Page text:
“God has given me a unique vision to see the people on the margins who are passed by every day. I grew up on a farm with a disabled father and a mother who was always gone because she worked three jobs to keep the power on. I know the pain of doing without and what it is like when the car won’t start and you can’t get to work, leaving you a little farther behind. I know that when a child is at home alone while the parent is working, the Devil is going to sneak in and try to snare that child. At age 13, I was alone and smoking pot. For many years, I was lost and in bars chasing someone to love me and take care of me. It gave me a huge understanding of how people end up addicted and in bad situations.
My life turned around and I worked for my husband for 15 years as a paralegal. He does a lot of pro-bono work, so I worked with working class people helping to fix their problems. In 2001, I had two babies and was burning the candle at both ends. I was stricken with an autoimmune disease similar to Lupus and it disabled me. I was really sick, but still had the heart that God had given me. In 2002, I saw a petite, blond girl at a bus station and God told me to help her. I pulled over and asked if I could give her a ride. She had severe mental illness and her four children had been taken from her and were living in Cullman. That is when I started helping the homeless every day.
I am a social justice advocate and care for the people so far down they can’t scratch their way up the slippery slope. People don’t get it, but you can’t call yourself a Christian following Jesus and condemn the people at the bottom. You can’t understand a person’s plight in life until you walk in their shoes.
In this kind of work, the fruit you see is about 10 percent of those you try to help. I got a call about Angela who was pregnant when she walked into a church. She was on the street pregnant and schizophrenic from May until I found her in September. She was raped and beaten. Her feet were swollen. When I got her, I was so angry at our community. How could this happen? She ultimately ended up moving in with my family for a while. I knew the baby was coming and that she couldn’t care for it, so we worked with DHR to find a home for the baby.
Last week, a woman was about to jump from the DIP overpass on I-10 and a friend stopped to help. She had two kids in car seats. He talked her out of jumping and brought her to me. She had a difficult life. She once exchanged her body for food and shelter but now has a house and car. She lost her job because she had to work on a Saturday but had no childcare. After that, her youngest child’s father told her she was worthless. She went to church to seek the Lord, but the man giving the sermon had molested her for her entire childhood. She was not suicidal, she just had so much hit her. When she decided not to jump, she asked my friend, ‘Can you just give me a hug?’ I bought her groceries and found a teenager to keep her kids while she works on weekends. Her boss is also working with her. My church was able to get her utilities caught up.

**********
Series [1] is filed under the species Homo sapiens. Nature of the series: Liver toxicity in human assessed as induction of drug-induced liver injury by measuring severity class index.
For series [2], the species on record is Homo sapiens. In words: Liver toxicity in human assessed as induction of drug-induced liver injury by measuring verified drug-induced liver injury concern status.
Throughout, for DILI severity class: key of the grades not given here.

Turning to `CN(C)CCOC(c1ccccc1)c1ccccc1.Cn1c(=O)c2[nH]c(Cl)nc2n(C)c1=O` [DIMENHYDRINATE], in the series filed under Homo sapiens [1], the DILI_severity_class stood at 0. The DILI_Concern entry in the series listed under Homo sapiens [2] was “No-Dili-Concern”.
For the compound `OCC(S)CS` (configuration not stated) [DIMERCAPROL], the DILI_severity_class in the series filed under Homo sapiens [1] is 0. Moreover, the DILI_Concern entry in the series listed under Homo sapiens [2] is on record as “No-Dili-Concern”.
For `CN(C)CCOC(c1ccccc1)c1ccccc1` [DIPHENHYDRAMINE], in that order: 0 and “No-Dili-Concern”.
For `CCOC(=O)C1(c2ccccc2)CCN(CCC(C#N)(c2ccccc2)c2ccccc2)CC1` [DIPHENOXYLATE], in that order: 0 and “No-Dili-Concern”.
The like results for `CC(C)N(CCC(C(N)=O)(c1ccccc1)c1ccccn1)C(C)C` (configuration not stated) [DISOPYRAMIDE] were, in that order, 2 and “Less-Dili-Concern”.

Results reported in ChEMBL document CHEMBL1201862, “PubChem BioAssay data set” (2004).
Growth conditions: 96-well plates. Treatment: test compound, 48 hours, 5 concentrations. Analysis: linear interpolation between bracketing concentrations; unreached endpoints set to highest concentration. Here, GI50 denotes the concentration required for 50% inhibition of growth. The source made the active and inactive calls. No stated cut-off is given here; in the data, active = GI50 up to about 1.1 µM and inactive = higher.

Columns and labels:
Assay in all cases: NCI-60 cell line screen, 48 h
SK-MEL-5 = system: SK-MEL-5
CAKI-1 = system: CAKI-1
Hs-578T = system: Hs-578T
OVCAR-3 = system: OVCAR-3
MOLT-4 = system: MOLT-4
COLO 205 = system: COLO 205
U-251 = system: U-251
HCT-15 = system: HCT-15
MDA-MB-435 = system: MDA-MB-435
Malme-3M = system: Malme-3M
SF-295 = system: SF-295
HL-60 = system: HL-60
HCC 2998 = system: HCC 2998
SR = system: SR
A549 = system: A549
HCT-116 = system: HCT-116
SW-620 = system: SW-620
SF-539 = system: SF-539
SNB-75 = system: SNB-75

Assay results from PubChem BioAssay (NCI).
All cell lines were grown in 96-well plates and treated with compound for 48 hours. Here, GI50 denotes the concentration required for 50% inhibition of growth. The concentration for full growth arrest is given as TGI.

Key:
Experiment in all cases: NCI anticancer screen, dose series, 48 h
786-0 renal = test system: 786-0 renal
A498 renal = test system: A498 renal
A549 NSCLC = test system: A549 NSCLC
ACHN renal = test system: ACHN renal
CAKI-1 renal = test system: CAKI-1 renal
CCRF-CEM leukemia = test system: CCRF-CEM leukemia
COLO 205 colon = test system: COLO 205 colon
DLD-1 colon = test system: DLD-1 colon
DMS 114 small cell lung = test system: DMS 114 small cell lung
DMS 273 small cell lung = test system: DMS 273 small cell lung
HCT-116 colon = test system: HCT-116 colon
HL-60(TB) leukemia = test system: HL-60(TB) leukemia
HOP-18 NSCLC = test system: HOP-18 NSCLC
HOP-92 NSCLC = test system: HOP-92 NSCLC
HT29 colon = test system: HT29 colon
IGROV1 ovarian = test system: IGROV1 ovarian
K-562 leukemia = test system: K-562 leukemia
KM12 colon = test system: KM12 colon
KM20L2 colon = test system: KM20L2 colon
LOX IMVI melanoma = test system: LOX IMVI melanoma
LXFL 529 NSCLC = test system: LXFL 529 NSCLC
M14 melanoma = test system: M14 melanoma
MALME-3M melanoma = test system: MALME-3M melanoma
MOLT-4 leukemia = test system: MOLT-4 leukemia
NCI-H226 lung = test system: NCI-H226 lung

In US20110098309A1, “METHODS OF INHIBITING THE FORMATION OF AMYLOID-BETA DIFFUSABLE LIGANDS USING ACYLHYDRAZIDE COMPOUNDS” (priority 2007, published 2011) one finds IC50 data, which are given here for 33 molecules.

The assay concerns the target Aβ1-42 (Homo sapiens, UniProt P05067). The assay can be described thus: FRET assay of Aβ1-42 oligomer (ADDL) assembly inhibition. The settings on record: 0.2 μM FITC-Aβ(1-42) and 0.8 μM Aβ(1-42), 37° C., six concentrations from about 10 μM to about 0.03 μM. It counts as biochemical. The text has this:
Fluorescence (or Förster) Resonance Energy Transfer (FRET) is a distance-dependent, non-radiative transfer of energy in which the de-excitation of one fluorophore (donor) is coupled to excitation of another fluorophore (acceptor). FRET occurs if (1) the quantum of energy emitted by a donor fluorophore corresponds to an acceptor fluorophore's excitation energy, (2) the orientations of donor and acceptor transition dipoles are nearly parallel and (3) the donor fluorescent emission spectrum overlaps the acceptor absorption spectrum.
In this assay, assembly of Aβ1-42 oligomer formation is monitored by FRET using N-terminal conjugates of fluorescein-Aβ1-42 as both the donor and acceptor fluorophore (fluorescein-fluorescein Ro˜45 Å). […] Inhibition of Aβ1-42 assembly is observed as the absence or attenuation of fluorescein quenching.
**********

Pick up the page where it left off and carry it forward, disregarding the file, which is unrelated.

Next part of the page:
I know how to open doors and get things done and I still can’t help every person out of their situations. We are living in a third world country in Mobile. People have no idea what is on the other side of Spring Hill Avenue or Dauphin Street where people are just trying to survive. There is no thinking ahead when you have to watch behind your back to stay alive.
My boys grew up riding and helping with me. Every year on the Wednesday before Thanksgiving, we prepared a big Thanksgiving meal and made plates to take out to the homeless. My oldest son just graduated from law school and is working in the Mobile District Attorney’s office. He hopes to help start a mental health force with an Alta Pointe representative there all of the time and train judges in mental illness and how to adjucate mental health cases. He wrote a thesis in law school about the criminalization of the mentally ill in Alabama.
Mental illness is a part of homelessness. I bring people home and put them in a bedroom or in a hotel. I have never been hurt or felt intimidated. This is where God wants me and He gives me discernment.
I work between I-65 and the Loop every day looking for those who need help. My husband requires me to be home at five to have dinner. I have snuck out of bed in the middle of the night to pick up a young mother who is working at Steak & Shake to give her a ride back to her apartment so she can keep her job. I have five moms living in cars, some of the cars work, some don’t. I pull people out of the parking lot at Beltline all of the time. There are so many needs and I started a Homeless in Mobile Facebook group to get the community involved. I accept donations and any help people can give.
A man who was once homeless told me, ‘If you are in a church that won’t let the homeless sleep on a pew, you better find another church.’ I told my pastor that and they are working on it. There are going to be folks in my church that don’t like it, but what you do for the least of these, you do for Jesus. No one homeless feels good about themselves. The vast majority of people I have encountered have experienced childhood trauma. Physical, sexual, or mental. Learn their name, look them in the eye, and talk to them. Make them feel human. They are invisible to so many, let them know you see them.
There are powerful people in Mobile who can make a difference to those struggling to get off the bottom. At the Country Club or in a business meeting, go up to Sandy Stimpson and other elected officials and say we need better bus routes and public transportation because that is how we get poor people to the jobs they need.
Get out there and make a difference anywhere. Being thankful and serving God is a lot more than putting a check in the offering plate.”